What’s the Constitution Got to Do With It? Expanding the Scope of Constitutional Rights into the Private Sphere

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Rivera-Pérez, Wilmai
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2012-10
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This paper was presented at The 2012 South-North Exchange on Theory Culture and Law held in Curridabat, Costa Rica, May 10-12, 2012. It is intended to be a brief summary of a larger research project, which was submitted in partial satisfaction of the requirements for the degree of Doctor of Juridical Science in Law, University of California, Los Angeles. Part of this project was possible thanks to a SULC Summer Research Grant|This article explores the role that the international human rights discourse has had in the adoption and development of the direct application of constitutional norms to relations arising from disputes between private parties, otherwise known as direct horizontal effect. The scholarship on this subject has largely ignored the study of Latin American jurisdictions, despite the fact that fourteen Latin American countries have adopted some form of direct horizontal effect. The comparative study of Argentina, Colombia and Puerto Rico demonstrates that, at the domestic level, international human rights law has impacted traditional ideas about the functions of constitutional rights, opening the door to a conceptualization that substantially reduces the perceived and long-established distinction between infringements arising from private conduct on the one hand and state action on the other.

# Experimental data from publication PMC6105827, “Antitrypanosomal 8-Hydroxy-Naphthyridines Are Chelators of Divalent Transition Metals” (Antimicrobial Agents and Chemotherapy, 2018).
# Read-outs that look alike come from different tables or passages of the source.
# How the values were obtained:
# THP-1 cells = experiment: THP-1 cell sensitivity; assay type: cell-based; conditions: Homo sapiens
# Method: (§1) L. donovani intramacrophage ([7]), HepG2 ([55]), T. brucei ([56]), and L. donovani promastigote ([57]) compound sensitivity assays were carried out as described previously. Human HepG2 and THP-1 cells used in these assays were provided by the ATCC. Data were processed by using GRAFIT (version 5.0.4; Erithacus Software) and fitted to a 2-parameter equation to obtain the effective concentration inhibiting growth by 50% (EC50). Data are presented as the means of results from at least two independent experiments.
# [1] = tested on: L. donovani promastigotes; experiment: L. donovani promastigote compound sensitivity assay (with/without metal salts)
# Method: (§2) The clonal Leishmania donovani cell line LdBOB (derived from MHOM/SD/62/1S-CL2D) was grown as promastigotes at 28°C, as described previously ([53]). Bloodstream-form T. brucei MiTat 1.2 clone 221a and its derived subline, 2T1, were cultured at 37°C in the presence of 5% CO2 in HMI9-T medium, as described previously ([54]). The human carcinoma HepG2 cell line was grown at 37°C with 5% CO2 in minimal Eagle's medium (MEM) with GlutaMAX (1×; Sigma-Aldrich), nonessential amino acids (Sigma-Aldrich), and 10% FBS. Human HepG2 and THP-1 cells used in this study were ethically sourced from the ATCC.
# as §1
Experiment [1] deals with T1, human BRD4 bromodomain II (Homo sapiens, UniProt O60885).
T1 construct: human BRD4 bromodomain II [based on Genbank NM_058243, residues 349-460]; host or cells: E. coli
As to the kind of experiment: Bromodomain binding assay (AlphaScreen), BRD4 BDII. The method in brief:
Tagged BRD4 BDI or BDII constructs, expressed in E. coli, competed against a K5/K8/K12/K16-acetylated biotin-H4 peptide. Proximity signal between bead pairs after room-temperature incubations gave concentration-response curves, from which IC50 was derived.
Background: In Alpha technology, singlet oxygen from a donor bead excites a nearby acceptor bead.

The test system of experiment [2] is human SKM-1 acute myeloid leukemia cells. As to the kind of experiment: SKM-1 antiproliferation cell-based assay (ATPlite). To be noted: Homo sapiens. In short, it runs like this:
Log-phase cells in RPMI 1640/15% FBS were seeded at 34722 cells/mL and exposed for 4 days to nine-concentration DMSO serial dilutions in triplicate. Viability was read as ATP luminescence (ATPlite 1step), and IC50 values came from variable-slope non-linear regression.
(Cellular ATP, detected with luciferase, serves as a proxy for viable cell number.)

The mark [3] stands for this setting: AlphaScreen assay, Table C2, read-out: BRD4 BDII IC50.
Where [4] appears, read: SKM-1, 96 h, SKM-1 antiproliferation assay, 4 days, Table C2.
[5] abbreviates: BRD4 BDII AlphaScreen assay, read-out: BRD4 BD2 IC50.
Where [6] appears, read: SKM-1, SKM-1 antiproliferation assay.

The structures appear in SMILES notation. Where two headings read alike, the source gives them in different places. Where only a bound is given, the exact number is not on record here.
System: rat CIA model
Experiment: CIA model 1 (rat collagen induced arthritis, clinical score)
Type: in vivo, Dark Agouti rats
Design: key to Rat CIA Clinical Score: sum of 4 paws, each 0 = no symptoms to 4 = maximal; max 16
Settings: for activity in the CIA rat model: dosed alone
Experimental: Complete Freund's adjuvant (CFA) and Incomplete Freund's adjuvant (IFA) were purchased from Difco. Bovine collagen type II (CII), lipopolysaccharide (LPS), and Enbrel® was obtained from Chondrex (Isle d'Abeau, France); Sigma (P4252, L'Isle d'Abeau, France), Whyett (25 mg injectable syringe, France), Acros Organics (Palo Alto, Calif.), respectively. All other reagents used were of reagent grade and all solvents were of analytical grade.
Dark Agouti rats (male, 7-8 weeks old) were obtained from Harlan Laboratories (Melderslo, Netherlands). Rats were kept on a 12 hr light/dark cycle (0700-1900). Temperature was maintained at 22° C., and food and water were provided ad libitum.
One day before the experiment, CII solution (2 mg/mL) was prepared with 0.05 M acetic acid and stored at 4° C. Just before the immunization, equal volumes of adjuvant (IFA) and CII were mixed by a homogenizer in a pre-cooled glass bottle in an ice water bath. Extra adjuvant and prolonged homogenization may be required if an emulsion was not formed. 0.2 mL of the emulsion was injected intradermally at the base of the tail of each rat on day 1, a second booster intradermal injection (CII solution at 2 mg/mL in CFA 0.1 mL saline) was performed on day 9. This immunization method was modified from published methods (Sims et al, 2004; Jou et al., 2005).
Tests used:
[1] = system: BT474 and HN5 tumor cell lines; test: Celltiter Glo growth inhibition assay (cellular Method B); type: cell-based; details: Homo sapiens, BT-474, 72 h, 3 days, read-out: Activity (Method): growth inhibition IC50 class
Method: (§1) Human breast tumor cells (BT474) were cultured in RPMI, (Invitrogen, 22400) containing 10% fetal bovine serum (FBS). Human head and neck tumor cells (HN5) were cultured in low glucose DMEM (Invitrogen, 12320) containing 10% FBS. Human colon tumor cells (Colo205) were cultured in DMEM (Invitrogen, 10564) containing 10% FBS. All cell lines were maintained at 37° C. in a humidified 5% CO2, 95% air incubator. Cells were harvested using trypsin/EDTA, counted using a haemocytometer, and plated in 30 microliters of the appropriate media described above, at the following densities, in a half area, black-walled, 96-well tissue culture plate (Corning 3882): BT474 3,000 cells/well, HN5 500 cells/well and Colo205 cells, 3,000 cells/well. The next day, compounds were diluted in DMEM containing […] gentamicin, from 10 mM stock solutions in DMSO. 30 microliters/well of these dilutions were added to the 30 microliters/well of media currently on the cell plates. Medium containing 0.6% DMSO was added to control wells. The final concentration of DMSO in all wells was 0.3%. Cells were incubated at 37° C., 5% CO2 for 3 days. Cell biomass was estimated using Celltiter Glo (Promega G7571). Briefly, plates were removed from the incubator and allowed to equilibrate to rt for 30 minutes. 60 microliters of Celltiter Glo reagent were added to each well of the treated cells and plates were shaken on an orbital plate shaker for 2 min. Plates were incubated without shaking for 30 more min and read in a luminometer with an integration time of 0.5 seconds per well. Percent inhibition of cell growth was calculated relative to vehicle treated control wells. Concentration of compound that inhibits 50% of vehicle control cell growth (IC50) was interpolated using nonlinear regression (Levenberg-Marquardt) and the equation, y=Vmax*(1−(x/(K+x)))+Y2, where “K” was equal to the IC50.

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Creighton University School of Law
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